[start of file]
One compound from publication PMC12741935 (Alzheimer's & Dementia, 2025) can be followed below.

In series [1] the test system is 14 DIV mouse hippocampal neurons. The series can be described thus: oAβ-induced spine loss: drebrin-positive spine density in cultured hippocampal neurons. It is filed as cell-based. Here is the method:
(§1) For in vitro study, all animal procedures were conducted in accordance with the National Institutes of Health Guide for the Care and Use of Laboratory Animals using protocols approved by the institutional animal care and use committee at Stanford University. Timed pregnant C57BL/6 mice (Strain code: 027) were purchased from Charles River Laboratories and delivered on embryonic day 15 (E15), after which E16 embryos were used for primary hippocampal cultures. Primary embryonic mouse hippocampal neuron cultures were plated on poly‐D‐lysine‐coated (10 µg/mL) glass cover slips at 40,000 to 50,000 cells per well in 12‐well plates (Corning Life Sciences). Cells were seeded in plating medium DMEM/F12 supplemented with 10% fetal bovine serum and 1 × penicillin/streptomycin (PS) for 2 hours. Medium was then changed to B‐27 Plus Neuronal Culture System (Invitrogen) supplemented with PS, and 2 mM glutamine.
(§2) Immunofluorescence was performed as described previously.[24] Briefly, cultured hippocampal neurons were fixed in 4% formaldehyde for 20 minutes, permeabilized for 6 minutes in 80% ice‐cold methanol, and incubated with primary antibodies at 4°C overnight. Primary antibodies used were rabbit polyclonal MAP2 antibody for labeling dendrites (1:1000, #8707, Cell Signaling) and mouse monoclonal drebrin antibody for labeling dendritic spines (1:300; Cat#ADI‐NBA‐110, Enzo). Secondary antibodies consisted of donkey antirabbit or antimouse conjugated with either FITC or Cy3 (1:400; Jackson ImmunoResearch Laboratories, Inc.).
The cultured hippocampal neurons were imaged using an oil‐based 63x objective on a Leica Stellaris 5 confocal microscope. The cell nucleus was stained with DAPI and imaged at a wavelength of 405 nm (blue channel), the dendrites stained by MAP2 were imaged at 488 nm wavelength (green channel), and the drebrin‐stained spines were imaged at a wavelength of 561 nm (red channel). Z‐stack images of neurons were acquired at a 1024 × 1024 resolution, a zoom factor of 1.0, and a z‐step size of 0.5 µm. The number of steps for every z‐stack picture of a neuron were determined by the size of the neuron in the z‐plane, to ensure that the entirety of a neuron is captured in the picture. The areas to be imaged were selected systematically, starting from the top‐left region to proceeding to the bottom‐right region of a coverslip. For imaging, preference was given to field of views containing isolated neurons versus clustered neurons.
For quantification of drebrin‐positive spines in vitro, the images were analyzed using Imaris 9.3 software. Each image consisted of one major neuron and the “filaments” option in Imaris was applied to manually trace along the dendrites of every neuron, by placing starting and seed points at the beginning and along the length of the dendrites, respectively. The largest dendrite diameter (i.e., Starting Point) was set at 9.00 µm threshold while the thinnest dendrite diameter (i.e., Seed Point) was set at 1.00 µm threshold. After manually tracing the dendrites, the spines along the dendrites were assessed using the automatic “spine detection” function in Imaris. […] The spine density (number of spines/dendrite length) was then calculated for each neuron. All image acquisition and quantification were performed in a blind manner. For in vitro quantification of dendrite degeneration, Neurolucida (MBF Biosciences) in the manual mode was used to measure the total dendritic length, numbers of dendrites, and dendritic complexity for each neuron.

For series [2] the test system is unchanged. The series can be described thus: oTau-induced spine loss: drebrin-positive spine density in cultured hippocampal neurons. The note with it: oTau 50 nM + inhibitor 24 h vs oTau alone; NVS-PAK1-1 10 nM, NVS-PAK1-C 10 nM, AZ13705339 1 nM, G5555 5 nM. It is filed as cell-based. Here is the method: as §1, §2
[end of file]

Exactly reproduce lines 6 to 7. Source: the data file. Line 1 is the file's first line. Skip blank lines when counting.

For quantification of drebrin‐positive spines in vitro, the images were analyzed using Imaris 9.3 software. Each image consisted of one major neuron and the “filaments” option in Imaris was applied to manually trace along the dendrites of every neuron, by placing starting and seed points at the beginning and along the length of the dendrites, respectively. The largest dendrite diameter (i.e., Starting Point) was set at 9.00 µm threshold while the thinnest dendrite diameter (i.e., Seed Point) was set at 1.00 µm threshold. After manually tracing the dendrites, the spines along the dendrites were assessed using the automatic “spine detection” function in Imaris. […] The spine density (number of spines/dendrite length) was then calculated for each neuron. All image acquisition and quantification were performed in a blind manner. For in vitro quantification of dendrite degeneration, Neurolucida (MBF Biosciences) in the manual mode was used to measure the total dendritic length, numbers of dendrites, and dendritic complexity for each neuron.

For series [2] the test system is unchanged. The series can be described thus: oTau-induced spine loss: drebrin-positive spine density in cultured hippocampal neurons. The note with it: oTau 50 nM + inhibitor 24 h vs oTau alone; NVS-PAK1-1 10 nM, NVS-PAK1-C 10 nM, AZ13705339 1 nM, G5555 5 nM. It is filed as cell-based. Here is the method: as §1, §2